Conversely, if I do not cultivate a peaceful, loving, and compassionate nature within myself, then I cannot really contribute to peace in society as a whole. No matter what public statements I make or what physical demonstrations I engage in, nothing done in the name of peace has any meaning as long as my own character remains violent and intolerant.

Numerous techniques for developing a peaceful and loving mind have been preserved and developed in the various Buddhist traditions. An important writer on the subject in classical India was Shantideva, whose eighth century work A Guide to the Bodhisattva Way, or Bodhisattva-charya-avatara, is as popular with Buddhist teachers today as it was at the time of its composition some twelve hundred years ago.

In this text Shantideva comments, "It is impossible to cover the entire world with leather, but bycovering one's feet with sandals the same effect is created. Likewise, it is impossible to bring this world into harmony by destroying all harmful beings that exist; but by covering one's mind with the gentleness of loving patience the whole world becomes harmonious."

From the Mahayana point of view we need to make this contribution to world harmony not only because it is a sensible and desirable thing for ourselves personally, but because it is our spiritual obligation.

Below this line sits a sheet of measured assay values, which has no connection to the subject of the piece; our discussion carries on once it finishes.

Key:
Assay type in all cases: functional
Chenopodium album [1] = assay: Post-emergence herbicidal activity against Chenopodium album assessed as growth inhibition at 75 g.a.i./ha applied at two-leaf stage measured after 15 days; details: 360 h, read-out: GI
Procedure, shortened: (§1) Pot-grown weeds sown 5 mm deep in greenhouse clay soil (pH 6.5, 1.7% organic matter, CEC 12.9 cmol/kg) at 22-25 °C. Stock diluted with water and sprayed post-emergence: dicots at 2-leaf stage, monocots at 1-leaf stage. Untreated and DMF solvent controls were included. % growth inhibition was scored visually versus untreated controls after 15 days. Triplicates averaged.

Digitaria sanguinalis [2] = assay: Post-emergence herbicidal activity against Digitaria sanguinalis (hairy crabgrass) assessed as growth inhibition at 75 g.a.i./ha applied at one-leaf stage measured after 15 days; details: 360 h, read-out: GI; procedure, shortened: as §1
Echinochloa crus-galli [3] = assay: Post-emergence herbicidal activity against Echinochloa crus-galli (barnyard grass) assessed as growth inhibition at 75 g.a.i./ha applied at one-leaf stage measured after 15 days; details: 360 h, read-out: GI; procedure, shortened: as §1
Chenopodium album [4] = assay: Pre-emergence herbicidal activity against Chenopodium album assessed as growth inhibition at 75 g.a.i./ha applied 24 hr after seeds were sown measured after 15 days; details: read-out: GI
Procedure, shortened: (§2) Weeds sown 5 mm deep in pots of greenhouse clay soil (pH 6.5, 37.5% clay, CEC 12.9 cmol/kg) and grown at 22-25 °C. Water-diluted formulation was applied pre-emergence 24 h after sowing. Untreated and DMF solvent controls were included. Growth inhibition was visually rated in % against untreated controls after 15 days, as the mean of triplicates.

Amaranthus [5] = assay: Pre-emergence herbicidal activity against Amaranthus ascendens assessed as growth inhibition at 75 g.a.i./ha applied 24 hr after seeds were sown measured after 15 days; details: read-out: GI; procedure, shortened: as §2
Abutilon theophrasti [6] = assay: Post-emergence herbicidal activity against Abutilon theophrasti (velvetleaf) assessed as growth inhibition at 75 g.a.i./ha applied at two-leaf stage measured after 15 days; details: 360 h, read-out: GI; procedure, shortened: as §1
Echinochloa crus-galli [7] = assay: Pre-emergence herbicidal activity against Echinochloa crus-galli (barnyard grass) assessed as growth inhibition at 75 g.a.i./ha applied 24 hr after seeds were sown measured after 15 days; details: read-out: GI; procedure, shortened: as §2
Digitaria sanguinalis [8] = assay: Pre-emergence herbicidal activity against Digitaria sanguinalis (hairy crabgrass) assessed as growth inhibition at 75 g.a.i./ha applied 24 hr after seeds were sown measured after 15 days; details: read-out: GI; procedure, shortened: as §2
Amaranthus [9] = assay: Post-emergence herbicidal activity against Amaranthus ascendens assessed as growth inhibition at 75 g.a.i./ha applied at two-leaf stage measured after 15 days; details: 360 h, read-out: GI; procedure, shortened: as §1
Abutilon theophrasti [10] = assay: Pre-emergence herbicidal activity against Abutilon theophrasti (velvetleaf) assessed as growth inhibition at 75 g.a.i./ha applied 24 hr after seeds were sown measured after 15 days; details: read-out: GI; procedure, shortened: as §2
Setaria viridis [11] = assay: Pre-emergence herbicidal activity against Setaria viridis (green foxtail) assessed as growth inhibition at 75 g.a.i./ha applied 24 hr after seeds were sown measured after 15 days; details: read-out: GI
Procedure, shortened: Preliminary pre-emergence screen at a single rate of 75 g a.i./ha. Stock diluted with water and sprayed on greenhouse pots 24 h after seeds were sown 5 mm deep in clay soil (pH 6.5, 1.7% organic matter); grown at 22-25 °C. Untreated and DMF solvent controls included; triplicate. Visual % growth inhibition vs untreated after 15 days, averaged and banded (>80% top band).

This theme is approached from a number of angles.

Firstly, although the world may be somewhat of a harsh environment, we owe our very existence to it. Someone else gave birth to us; the food that we eat is grown and brought to us through the kindness of others; the clothes we wear in order to protect ourselves from the elements come to us through the kindness of others; the houses we live in and the materials from which they are made entail the services of others. It may be argued that these services are not necessarily done out of a conscious act of kindness; the Buddhist answer is that an unconscious kindness should nevertheless be appreciated for whatever benefits it has given to us.

A second contemplation looks at our responsibility from the viewpoint of reincarnation. Here it is posited that, although any one-world system will have its beginning and end, existence itself is beginningless. Therefore we have had countless previous lives.